Dr. Daniel Glenn fiddled with the displays. Something horrible had gone wrong, the time differential didn’t even register. The time jump was the longest the team had attempted so far—three years in the past. The machine was dead cold, too.
He pulled out Barth’s manual and started the sequence for warming it back up and recharging, but it was going to take about two hours.
Though he was convinced the time machine went to the wrong time and place, he had to take a peek and verify it. He cracked open the door and looked upon rolling hills of cornstalk-high grass. This wasn’t 2013 Albuquerque. Definitely the wrong place.
Daniel grabbed a bar at the roof of the machine and pulled himself on top to see over the grass.
Dinosaurs. Freaking dinosaurs grazing a ways off. Brachiosaurs or Brontosaurs. Something had really gone wrong. Daniel prayed that the time machine would function well enough to get him back.
He watched for a while, soaking it in. Intentional or no, he might as well enjoy it. The most important thing was not to touch anything. Cheez, they were experimenting with the butterfly effect only three years back with very controlled variables, but this far back? The mere grass beneath him that he crushed scared him to death. He didn’t really believe time could be changed, but if it could, the tiniest thing would have consequences.
Disturbances in the grass moved his way. He froze, too frightened to drop down and lock himself in. Three small dinosaurs appeared out of the grass around of him. They had long brown beaks that flared back into blue, then blended into a red crest. Between their eyes was a yellow lump.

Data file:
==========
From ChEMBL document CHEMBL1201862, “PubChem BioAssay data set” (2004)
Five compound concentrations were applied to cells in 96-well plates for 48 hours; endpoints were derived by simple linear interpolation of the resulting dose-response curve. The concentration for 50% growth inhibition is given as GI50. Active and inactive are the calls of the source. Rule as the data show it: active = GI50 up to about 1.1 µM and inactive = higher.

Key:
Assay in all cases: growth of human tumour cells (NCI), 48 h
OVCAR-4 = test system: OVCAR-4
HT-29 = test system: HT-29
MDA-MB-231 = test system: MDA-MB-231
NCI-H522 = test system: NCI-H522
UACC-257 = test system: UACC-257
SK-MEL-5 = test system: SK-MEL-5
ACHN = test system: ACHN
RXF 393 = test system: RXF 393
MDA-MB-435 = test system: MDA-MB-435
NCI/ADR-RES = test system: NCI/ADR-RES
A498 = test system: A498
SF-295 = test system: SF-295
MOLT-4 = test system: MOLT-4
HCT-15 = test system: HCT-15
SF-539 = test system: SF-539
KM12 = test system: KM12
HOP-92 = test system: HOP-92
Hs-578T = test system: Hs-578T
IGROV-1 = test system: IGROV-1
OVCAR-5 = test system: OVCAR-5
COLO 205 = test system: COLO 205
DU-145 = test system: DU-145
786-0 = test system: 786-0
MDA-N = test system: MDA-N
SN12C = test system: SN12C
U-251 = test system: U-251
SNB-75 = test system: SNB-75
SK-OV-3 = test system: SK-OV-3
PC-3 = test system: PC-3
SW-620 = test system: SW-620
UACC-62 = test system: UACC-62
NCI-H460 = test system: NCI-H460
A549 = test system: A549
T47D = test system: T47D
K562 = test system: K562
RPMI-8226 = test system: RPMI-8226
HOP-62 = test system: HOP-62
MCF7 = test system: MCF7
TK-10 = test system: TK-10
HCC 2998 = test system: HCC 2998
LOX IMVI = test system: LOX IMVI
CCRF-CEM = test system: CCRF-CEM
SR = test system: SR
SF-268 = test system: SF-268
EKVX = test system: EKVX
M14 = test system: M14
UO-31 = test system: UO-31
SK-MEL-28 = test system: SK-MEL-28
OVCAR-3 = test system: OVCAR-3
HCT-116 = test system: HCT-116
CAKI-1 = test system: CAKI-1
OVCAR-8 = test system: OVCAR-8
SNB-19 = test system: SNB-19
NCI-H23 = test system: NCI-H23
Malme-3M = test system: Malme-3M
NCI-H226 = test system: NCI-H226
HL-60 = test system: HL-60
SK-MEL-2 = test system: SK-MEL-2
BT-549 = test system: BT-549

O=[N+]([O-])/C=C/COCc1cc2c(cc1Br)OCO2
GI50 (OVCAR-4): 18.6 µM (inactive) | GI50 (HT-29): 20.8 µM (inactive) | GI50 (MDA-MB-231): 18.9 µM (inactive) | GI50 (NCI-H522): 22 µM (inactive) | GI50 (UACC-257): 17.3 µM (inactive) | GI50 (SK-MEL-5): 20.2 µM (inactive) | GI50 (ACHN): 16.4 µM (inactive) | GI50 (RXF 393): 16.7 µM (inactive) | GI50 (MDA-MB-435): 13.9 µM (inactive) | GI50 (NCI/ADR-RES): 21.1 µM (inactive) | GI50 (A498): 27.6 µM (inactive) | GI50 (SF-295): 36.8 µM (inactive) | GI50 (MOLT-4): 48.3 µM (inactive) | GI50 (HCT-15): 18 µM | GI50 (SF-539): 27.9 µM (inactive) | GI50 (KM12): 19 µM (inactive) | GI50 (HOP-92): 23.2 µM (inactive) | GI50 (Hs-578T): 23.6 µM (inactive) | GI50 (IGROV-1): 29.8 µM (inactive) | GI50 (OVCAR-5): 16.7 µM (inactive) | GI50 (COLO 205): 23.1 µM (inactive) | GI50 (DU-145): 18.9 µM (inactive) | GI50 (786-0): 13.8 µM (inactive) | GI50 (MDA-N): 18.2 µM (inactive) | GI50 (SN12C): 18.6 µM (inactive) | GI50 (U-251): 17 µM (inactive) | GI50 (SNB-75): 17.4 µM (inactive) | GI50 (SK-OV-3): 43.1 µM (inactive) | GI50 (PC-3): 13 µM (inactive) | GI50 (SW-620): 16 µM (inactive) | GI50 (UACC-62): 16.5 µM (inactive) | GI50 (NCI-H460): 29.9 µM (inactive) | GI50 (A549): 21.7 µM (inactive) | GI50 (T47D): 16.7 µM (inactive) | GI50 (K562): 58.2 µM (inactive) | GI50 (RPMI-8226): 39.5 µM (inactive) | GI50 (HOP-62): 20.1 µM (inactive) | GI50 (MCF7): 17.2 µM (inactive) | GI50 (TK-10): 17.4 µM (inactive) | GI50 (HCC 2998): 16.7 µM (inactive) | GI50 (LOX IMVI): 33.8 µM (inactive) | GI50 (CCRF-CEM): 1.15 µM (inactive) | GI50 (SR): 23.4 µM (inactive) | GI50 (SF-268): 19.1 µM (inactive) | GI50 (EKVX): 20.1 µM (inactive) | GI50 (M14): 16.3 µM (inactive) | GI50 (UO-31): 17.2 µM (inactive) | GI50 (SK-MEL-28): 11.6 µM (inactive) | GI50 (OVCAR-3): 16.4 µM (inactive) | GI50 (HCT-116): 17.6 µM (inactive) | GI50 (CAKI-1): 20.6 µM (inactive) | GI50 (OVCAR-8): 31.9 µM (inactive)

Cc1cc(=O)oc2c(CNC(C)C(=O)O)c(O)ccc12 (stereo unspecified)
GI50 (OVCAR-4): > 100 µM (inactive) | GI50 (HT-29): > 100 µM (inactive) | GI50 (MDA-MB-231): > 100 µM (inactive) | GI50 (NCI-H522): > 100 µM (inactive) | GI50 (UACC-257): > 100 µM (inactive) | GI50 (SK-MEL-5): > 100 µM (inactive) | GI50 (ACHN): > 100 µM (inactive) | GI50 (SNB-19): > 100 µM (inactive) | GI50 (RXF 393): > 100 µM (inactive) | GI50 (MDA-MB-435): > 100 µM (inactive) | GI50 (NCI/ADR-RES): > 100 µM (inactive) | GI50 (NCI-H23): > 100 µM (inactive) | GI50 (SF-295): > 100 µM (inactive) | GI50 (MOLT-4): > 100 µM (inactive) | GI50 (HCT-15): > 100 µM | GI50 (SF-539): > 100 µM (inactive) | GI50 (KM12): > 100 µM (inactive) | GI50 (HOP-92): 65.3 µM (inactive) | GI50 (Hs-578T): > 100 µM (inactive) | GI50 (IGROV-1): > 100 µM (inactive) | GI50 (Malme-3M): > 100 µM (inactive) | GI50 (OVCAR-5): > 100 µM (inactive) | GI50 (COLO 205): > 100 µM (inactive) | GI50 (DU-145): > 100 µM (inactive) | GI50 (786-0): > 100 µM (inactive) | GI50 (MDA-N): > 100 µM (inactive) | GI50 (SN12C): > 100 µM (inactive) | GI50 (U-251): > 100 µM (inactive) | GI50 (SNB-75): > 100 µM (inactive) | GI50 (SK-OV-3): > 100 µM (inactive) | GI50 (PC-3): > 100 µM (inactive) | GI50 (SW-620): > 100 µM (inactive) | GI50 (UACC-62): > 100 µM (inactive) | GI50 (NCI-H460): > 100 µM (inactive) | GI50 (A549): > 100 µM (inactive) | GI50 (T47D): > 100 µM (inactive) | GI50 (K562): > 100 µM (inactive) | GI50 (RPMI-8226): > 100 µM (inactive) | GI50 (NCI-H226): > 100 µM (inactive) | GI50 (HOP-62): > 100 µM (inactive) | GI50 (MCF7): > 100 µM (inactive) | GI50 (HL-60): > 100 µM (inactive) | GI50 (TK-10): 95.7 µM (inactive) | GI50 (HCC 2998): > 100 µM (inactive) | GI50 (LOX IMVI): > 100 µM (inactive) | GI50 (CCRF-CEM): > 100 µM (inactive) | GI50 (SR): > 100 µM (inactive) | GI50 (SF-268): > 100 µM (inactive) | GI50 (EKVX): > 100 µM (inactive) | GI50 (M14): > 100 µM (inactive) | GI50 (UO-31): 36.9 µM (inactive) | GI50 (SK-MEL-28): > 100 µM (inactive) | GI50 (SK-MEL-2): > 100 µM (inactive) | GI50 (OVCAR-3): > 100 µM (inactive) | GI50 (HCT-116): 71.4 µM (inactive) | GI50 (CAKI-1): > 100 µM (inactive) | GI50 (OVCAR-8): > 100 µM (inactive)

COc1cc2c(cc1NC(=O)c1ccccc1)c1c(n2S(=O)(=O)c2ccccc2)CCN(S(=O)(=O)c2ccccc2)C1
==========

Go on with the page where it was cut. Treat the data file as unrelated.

All three started nipping at him, sending him to the middle where he danced a jig keeping his feet away. He tried to get a kick in when they got close, but they dodged and kept coming, getting a few pecks in, but not getting a hold of him.
“There going to tire me out,” Daniel said to himself. He checked his pockets, which were, of course, empty to avoid anachronisms. He took off his belt, still dancing around, and swung it at them, the sharp, metal buckle smacking them on the head.
It didn’t faze them until he pegged one right on the yellow blob between its eyes. It screamed and skittered away, disappearing in the grass. He took aim and hit the other two on the yellow nobs, and they fled, too.
He leaped down, climbed in the time machine and locked the door from the inside. He waited quietly for the powering process and finally hit the return sequence. He scoffed at the thought of the butterfly effect, but he was nonetheless happy to find everything normal when he returned.
His colleagues waited for him in the lab, and after they checked the data, they all patted him on the back with their tails.